I am an Australian natural history writer and photographer. My aim is to encourage people to venture outdoors and enjoy the natural beauty of our planet.
Visit my blog naturallysouthaustralia.com
Published December 14th 2015
Rare birds on the beach
There is a patch of dense scrub where the bridge meets the sand hills on the far side of the river. A singing honeyeater is perched on the top of coastal wattle chirping away; either to announce his territorial boundaries or attract a mate.
The bridge runs from Weatherald Terrace across the Onkaparinga then transitions into a boardwalk that extends to the Southport Surf Life Saving Club. From here, it is a short walk down to the beach which provides access to walking trails that snake through the dunes back to Port Noarlunga. This picturesque area is a wonderful complex of beach, dune and river that provides a myriad of habitats for wildlife, a quality surf break and fine estuary fishing.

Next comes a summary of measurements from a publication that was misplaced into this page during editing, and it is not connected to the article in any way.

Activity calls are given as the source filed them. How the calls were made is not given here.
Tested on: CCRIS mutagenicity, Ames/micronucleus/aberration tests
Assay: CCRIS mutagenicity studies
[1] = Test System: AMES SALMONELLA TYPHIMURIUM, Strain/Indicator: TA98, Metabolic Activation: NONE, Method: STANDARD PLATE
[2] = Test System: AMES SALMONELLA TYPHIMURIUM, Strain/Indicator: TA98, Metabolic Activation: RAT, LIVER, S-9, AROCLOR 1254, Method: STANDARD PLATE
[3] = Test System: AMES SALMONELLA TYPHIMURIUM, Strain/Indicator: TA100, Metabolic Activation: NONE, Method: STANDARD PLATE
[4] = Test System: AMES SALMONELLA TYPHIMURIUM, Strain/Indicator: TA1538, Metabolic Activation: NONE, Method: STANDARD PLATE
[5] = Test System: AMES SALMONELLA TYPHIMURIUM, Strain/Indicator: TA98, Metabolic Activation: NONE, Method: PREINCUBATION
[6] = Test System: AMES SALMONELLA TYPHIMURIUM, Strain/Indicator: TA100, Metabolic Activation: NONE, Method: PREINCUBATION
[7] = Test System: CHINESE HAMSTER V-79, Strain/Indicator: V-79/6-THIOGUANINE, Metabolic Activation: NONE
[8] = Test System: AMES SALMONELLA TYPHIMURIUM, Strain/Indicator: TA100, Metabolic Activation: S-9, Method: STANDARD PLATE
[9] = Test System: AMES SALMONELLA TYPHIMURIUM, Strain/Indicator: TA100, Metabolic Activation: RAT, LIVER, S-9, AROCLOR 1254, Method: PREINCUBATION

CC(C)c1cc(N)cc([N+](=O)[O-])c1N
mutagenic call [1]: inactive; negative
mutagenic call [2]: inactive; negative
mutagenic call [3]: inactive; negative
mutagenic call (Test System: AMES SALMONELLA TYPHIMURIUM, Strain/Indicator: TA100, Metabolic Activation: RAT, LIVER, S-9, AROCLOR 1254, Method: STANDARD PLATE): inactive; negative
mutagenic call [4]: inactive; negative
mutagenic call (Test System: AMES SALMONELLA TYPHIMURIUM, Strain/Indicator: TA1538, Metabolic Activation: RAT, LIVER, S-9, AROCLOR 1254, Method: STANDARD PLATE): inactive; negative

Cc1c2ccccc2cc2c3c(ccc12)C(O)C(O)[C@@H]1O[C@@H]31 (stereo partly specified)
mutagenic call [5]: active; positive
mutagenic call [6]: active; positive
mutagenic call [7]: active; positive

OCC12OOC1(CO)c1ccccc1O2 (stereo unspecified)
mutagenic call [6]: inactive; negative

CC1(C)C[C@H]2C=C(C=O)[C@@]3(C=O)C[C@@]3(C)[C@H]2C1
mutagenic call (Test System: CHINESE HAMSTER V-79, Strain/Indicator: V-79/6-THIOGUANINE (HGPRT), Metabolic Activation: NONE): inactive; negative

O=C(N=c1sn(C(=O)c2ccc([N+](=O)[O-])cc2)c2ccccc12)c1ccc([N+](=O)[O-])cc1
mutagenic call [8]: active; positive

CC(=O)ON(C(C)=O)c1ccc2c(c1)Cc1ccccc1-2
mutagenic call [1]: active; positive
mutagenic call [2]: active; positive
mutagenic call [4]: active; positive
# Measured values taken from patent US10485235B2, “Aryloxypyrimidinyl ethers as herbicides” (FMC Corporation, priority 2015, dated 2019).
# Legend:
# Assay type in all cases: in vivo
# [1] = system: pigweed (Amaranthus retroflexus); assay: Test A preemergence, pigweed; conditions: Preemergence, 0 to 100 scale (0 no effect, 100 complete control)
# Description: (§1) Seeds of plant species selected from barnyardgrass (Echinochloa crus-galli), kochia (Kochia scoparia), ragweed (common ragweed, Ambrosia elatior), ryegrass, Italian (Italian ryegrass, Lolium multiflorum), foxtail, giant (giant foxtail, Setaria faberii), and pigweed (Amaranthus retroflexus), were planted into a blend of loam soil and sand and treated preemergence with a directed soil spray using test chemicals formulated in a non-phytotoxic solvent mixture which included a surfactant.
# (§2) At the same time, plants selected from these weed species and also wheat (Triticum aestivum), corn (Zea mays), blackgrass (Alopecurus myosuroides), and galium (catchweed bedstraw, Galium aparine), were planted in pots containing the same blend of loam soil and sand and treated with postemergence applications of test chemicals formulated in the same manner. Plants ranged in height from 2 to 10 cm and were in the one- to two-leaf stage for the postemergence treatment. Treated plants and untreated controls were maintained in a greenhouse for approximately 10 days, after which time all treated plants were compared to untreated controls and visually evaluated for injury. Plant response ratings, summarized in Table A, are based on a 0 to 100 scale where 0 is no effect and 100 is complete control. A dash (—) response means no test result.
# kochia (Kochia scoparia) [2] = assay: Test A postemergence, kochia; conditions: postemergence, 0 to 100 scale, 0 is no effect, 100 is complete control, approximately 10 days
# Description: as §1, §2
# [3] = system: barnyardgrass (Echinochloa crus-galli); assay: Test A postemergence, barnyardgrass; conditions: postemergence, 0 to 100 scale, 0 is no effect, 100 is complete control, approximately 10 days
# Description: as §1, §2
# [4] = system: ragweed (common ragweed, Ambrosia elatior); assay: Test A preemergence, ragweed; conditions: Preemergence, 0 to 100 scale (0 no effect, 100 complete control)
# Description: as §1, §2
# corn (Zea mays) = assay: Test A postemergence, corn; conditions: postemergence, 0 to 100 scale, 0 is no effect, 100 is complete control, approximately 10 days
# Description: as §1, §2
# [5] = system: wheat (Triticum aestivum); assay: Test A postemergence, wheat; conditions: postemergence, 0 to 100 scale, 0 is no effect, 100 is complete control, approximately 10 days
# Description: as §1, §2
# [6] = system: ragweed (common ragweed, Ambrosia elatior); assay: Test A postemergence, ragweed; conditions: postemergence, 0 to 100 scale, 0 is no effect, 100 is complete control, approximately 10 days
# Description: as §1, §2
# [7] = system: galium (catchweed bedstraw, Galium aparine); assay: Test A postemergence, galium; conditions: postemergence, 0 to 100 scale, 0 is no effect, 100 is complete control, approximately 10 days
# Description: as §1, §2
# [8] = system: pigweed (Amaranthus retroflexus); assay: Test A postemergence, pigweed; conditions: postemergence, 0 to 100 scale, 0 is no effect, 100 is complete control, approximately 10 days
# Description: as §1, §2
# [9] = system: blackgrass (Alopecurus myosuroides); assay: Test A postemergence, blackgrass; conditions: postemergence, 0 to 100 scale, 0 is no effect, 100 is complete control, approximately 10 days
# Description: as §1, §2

From the SLSC building it is a short walk down to the beach where I am looking for a specific kind of rare, coastal bird. Hooded plovers are listed as vulnerable in Australia with only a predicted 800 birds living in South Australia. These lovely little shore birds nest along sandy shorelines and their simple nests are easily destroyed by human activities.
Positioning myself at the far end of the beach, half tucked into a dune and cradling my camera, I spot a pair feeding along the intertidal zone. They are mixed in with several different kinds of small waders that commonly feed on the beach such as dotterels, sandpipers and sanderlings.
It has taken a couple of hours to find my little plovers and during that time the afternoon sea breeze has strengthened lifting the surf and bringing in a low cover of clouds. Flights of gulls are moving north along the coast heading for their evening roosting areas. On the beach a couple of surfers are taking advantage of the swell while on the edge of the dunes little red capped dotterels are bedding down for the night.
As I walk back across the bridge, the sun is setting behind the dunes bathing the estuary in a soft orange glow that accentuates the grey foliage of the coastal vegetation. My next stop will be Port Noarlunga only five minutes drive back along the river where I will finish my afternoon with a wonderful meal at Ampikas Thai restaurant on the sea front by the iconic jetty and reef.